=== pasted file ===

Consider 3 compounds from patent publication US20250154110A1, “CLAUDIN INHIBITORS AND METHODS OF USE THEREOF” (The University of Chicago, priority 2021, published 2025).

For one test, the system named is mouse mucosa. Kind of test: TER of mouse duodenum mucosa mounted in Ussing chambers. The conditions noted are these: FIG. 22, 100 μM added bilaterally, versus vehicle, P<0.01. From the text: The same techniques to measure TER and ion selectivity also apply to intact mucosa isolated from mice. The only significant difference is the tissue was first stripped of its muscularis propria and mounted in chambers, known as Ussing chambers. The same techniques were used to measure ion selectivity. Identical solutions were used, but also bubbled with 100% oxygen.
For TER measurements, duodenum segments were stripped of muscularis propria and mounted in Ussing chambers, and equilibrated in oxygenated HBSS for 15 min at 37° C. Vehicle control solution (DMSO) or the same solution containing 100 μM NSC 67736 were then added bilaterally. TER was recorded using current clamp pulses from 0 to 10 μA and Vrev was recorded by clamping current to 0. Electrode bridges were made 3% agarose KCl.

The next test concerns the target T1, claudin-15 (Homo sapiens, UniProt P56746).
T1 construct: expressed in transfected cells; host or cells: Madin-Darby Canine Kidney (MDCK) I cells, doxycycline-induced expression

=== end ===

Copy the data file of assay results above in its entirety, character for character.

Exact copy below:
Consider 3 compounds from patent publication US20250154110A1, “CLAUDIN INHIBITORS AND METHODS OF USE THEREOF” (The University of Chicago, priority 2021, published 2025).

For one test, the system named is mouse mucosa. Kind of test: TER of mouse duodenum mucosa mounted in Ussing chambers. The conditions noted are these: FIG. 22, 100 μM added bilaterally, versus vehicle, P<0.01. From the text: The same techniques to measure TER and ion selectivity also apply to intact mucosa isolated from mice. The only significant difference is the tissue was first stripped of its muscularis propria and mounted in chambers, known as Ussing chambers. The same techniques were used to measure ion selectivity. Identical solutions were used, but also bubbled with 100% oxygen.
For TER measurements, duodenum segments were stripped of muscularis propria and mounted in Ussing chambers, and equilibrated in oxygenated HBSS for 15 min at 37° C. Vehicle control solution (DMSO) or the same solution containing 100 μM NSC 67736 were then added bilaterally. TER was recorded using current clamp pulses from 0 to 10 μA and Vrev was recorded by clamping current to 0. Electrode bridges were made 3% agarose KCl.

The next test concerns the target T1, claudin-15 (Homo sapiens, UniProt P56746).
T1 construct: expressed in transfected cells; host or cells: Madin-Darby Canine Kidney (MDCK) I cells, doxycycline-induced expression